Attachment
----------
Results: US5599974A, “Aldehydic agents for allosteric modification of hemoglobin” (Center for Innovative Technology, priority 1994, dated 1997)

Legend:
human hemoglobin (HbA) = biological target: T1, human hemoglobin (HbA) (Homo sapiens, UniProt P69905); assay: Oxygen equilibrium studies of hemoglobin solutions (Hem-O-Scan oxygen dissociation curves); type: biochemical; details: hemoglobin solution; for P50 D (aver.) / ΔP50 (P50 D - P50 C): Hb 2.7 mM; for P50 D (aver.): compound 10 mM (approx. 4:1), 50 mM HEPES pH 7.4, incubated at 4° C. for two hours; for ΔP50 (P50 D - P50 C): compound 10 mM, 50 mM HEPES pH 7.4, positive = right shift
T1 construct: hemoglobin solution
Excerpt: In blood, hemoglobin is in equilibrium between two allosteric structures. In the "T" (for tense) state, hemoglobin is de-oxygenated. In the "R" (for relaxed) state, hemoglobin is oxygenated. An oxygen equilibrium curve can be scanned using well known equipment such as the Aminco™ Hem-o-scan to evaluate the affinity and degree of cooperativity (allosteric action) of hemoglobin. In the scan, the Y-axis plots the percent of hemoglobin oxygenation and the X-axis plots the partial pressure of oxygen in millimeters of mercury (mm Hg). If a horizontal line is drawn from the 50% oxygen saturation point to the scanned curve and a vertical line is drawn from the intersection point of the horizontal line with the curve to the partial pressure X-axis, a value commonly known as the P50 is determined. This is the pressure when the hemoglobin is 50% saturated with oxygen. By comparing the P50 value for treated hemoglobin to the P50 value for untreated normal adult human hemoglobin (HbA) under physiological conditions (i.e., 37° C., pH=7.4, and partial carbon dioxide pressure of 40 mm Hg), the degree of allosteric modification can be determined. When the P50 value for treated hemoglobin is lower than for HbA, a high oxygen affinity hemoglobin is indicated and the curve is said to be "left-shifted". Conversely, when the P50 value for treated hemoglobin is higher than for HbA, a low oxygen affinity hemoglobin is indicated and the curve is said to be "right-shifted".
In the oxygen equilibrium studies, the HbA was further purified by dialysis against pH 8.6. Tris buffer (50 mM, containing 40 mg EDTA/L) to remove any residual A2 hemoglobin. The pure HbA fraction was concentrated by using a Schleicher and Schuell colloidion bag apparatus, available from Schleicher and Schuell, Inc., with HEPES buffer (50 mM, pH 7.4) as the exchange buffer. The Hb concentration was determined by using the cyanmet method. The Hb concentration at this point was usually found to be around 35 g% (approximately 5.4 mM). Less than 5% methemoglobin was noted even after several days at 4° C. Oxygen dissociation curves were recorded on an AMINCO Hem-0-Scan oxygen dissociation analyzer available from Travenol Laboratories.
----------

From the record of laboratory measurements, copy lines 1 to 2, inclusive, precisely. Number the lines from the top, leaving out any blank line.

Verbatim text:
Results: US5599974A, “Aldehydic agents for allosteric modification of hemoglobin” (Center for Innovative Technology, priority 1994, dated 1997)

Legend: